Professor of Pathology
College of Medicine
Mark Atkinson has forged a reputation as one of the world’s leading diabetes experts by conducting innovative research on the physiological changes that cause the debilitating disease.
“Pathologists are thought by many to be individuals who focus on details. They hang around the microscope and try to look at smaller and smaller images,” Atkinson says. “While there’s a time for doing that, there are also times when it’s better to take a step back and look at the whole picture.”
Atkinson views his role like this: Find what causes diabetes, predict who is at risk, then prevent the disease altogether.
“Mark has that unique ability to immediately think about the translation of basic science research, and he keeps his eyes on the big picture,” says physician Richard Insel, the Juvenile Diabetes Research Foundation’s excutive vice president of research. “I think he exemplifies exactly what you’d want to see in a Ph.D. who is conducting biomedical research. He goes beyond the day-to-day basic science results and thinks about the clinical applications. He’s always focused on how he can apply his biomedical research to the bedside.”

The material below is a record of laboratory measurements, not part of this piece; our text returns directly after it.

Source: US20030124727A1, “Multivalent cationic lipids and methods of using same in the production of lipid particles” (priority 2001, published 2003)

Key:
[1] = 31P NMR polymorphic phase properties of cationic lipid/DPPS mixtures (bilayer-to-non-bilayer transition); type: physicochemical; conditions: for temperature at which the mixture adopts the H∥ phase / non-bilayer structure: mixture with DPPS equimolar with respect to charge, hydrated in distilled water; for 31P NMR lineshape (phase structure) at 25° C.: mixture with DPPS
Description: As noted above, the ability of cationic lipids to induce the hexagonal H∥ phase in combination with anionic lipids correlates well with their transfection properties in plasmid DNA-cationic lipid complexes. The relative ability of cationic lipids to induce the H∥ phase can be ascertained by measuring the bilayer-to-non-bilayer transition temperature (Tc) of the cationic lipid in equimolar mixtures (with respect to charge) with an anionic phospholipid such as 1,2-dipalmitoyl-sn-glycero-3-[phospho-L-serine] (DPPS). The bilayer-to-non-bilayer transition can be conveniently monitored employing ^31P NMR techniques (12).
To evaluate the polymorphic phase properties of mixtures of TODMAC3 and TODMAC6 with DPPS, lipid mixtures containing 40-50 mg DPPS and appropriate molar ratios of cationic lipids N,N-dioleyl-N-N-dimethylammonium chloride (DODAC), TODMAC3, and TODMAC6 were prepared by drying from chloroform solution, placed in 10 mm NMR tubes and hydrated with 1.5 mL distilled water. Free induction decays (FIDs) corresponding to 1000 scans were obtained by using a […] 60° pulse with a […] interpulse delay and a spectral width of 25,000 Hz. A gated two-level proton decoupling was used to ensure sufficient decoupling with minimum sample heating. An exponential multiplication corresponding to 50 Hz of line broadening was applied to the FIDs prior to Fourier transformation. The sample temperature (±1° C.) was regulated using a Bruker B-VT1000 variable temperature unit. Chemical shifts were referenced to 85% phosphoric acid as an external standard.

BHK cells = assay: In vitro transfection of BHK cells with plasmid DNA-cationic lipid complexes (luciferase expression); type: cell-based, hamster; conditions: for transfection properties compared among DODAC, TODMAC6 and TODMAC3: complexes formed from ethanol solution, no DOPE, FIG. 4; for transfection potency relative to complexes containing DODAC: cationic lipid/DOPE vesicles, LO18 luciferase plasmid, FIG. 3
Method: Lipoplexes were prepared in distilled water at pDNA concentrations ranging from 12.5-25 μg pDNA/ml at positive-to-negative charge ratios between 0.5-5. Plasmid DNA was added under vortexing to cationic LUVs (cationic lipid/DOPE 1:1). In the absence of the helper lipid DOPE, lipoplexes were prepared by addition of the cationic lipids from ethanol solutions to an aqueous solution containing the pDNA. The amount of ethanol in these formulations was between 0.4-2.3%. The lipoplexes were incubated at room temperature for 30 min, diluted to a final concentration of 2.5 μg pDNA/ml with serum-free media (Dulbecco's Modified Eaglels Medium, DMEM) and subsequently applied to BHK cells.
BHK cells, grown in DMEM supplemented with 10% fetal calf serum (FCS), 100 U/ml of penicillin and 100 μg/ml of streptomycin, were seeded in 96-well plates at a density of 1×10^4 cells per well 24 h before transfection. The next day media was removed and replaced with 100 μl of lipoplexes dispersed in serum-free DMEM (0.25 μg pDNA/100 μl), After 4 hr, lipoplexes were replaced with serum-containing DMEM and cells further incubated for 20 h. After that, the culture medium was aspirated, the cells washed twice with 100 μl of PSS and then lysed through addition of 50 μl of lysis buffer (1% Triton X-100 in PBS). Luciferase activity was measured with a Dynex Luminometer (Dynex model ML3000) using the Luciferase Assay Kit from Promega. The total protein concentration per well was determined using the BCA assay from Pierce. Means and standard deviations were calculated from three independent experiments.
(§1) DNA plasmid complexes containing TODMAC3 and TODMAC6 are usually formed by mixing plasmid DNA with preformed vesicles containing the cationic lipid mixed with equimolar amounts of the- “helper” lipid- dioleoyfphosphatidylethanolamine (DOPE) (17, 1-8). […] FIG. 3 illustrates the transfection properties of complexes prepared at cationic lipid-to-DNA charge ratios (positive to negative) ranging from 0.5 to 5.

In 1987, fresh out of a graduate program in pathology at UF’s College of Medicine, Atkinson was among the first to show that administering insulin to mice genetically destined to develop diabetes could thwart the errant immune system’s battle to destroy insulin-producing cells in the pancreas.
Atkinson and his UF colleagues have spent most of the past two decades building an internationally regarded research program on the immunology of type I diabetes. They have extensively studied how to prevent and predict type 1diabetes. They scrutinized the genetics of the disease and launched newborn screening programs so treatment could be initiated earlier.
“We absolutely need to respond to the ever-growing threat of childhood diabetes, especially the recent trend of obesity in children, by finding a way to either reverse the disease or better than that, prevent it,” Atkinson says. “In a way, a perfect storm exists in terms of the combination of increased frequency, no easy means of prevention and the lack of public understanding and awareness of how bad diabetes is.”